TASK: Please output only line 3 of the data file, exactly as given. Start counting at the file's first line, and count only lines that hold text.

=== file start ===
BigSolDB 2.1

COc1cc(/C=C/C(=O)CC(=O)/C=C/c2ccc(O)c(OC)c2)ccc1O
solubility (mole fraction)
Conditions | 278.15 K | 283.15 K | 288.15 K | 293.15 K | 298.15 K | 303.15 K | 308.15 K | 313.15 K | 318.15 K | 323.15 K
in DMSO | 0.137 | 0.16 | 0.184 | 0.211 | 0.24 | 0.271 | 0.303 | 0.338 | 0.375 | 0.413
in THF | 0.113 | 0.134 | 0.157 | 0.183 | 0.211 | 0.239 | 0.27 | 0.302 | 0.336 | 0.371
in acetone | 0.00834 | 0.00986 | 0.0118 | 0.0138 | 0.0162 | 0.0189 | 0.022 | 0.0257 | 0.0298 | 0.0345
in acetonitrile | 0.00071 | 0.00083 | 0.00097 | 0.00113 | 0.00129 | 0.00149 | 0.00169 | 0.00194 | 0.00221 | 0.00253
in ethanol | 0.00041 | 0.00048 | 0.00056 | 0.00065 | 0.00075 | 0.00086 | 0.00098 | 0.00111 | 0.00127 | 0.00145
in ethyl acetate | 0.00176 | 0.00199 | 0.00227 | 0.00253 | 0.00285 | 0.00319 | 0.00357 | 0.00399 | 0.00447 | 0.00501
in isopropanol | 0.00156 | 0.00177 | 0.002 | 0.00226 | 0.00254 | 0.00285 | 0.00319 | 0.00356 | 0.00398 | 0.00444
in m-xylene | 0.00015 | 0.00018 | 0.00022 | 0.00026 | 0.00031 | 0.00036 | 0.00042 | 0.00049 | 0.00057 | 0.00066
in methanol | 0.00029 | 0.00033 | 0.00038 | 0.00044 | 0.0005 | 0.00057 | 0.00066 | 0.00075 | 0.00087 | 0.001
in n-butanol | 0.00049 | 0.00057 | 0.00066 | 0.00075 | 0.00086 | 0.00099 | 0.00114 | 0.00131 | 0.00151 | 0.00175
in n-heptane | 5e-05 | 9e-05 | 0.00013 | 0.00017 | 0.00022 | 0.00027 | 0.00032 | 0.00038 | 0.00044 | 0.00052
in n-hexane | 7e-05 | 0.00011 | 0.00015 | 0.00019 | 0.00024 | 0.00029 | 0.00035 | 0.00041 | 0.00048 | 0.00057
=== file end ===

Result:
solubility (mole fraction)